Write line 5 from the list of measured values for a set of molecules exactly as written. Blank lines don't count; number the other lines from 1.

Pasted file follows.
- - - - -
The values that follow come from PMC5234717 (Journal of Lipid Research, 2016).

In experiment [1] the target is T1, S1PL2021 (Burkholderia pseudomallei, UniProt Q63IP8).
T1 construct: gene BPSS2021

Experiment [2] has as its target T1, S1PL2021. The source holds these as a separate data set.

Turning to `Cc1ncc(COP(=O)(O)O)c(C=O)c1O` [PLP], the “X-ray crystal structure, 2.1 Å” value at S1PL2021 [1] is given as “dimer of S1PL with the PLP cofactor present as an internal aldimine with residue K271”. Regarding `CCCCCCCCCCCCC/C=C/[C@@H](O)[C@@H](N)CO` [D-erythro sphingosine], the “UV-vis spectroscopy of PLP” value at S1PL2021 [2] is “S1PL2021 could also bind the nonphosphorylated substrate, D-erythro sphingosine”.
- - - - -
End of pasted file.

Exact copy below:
Turning to `Cc1ncc(COP(=O)(O)O)c(C=O)c1O` [PLP], the “X-ray crystal structure, 2.1 Å” value at S1PL2021 [1] is given as “dimer of S1PL with the PLP cofactor present as an internal aldimine with residue K271”. Regarding `CCCCCCCCCCCCC/C=C/[C@@H](O)[C@@H](N)CO` [D-erythro sphingosine], the “UV-vis spectroscopy of PLP” value at S1PL2021 [2] is “S1PL2021 could also bind the nonphosphorylated substrate, D-erythro sphingosine”.